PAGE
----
Olde Providence Recreation Association is among the latest local sports leagues rebranding itself to develop a more regional reputation, as it changes its name to South Charlotte Recreation Association.
The original name just doesn't fit anymore, said Wendy Whitehurst, director of communications for the league.
"We really encompass south Charlotte."
This year marks the Olde Providence league's 40th anniversary, an opportune time to make the change while celebrating its history, said Bob Kirby, president of Old Providence Recreation Association.
When the rec league was started in 1970, it served only families in the Olde Providence and Battle Forest neighborhoods.
Now the teams are playing at venues and pulling kids from all over south Charlotte, offering baseball, girls' softball, girls' and boys' soccer, football, cheerleading and co-ed basketball.
The league now has nearly 2,000 families, and only 5 percent to 10 percent of the league's members live in the Olde Providence area, Kirby said.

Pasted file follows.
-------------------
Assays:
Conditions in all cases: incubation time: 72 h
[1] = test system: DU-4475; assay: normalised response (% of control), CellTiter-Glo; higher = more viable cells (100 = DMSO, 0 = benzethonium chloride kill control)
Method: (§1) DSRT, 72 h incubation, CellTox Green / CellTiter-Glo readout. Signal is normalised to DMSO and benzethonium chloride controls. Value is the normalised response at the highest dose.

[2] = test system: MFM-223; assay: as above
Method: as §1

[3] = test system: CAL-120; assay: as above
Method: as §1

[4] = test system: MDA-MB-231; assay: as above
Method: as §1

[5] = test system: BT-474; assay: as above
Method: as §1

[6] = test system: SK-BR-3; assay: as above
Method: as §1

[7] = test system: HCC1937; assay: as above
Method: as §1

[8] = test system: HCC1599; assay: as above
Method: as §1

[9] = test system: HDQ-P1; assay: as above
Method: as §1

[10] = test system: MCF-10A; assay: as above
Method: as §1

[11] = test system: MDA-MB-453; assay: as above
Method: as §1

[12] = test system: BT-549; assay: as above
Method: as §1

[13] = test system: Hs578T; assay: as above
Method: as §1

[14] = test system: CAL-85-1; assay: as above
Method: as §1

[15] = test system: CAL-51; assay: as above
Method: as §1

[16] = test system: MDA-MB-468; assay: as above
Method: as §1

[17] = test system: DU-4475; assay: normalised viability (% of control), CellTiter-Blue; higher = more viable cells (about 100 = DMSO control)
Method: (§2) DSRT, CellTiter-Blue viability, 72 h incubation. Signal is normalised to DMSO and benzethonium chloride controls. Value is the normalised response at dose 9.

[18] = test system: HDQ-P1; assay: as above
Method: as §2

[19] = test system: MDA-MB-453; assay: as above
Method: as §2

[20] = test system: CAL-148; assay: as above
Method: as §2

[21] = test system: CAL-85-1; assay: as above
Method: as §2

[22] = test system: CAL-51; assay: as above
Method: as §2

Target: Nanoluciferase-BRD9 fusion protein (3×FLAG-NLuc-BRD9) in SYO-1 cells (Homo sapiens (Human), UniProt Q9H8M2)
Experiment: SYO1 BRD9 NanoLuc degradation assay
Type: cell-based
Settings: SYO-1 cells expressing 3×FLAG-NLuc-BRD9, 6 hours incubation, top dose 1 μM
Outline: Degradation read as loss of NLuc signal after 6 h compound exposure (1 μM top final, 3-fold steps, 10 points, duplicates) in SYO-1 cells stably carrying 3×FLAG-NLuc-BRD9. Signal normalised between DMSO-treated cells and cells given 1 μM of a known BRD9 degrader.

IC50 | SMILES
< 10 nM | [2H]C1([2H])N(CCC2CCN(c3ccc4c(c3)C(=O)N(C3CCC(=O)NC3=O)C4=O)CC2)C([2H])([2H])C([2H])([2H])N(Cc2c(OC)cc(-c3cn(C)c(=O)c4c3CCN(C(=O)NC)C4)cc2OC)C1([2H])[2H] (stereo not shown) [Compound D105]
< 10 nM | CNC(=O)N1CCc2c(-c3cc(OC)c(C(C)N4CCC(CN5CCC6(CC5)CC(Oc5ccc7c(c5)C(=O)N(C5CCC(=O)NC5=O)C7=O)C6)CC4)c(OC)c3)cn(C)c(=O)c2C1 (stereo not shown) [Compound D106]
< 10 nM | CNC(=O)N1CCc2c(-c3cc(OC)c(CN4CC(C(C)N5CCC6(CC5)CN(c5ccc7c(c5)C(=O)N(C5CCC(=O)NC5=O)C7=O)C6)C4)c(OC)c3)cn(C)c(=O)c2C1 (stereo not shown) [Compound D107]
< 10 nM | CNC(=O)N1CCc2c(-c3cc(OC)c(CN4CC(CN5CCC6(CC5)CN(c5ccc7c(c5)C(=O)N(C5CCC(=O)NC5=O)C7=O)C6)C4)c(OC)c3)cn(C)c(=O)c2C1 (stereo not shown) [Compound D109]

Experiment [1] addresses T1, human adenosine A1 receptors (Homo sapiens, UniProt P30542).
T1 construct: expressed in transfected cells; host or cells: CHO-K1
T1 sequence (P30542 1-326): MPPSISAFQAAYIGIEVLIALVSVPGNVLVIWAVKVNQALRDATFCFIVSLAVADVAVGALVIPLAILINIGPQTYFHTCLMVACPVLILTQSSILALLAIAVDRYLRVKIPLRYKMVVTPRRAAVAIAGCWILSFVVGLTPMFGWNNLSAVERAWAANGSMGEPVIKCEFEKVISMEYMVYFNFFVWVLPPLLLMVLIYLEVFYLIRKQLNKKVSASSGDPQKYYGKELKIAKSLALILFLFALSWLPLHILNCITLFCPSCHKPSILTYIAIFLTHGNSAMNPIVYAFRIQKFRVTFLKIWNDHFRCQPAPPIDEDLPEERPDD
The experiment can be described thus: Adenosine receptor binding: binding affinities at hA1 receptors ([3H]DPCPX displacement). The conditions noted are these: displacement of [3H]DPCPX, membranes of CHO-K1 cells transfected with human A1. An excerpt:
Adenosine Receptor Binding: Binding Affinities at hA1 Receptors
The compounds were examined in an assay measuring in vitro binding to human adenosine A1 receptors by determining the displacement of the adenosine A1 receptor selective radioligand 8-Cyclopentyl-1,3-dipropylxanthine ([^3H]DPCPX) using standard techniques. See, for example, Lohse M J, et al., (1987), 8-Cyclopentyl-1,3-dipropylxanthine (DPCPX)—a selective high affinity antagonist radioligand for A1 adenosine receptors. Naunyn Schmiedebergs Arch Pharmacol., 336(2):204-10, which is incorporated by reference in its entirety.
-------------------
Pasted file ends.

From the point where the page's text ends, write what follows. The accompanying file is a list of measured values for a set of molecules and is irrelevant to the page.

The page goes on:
"When you say you live in south Charlotte, you see an area that's seen change, an area that's extended to the county line," Kirby said.
"We have a lot of new people who move to Charlotte, and 'Olde Providence' might not mean the same thing them."
Ben and Deana Dyl's son, Ben Jr., is in first grade at Elon Park Elementary and plays shortstop for the Olde Providence Knights. It's his first year playing baseball.
The Dyl family lives in Ardrey, just down the road from south Charlotte shopping centers Blakney and Stonecrest, and they heard about the league because a handful of kids from the neighborhood were joining the team.
"They all go to Elon Park," said Ben Dyl Sr. "That's how we got connected."
Whitehurst began work on the new logo a couple of months ago with Mike Huckabee, who runs the logo and promotional products website hucksports.com and has kids who play in the league.
The league's new logo includes the phrase "since 1970" to celebrate the group's history, and it maintained the rec league's signature colors: red, white and blue.
The group unveiled the new logo and name change at its annual jamboree April 17, but the rebranding will be a gradual transition, Whitehurst said.
First there's the name change and the new logo, then a new website, slated to launch this summer. In the fall, the new logo will appear on all of the uniforms.
"We thought, from a marketing standpoint, this would help us get through the next 40 years," Kirby said. "It was the right thing and the right time to do it."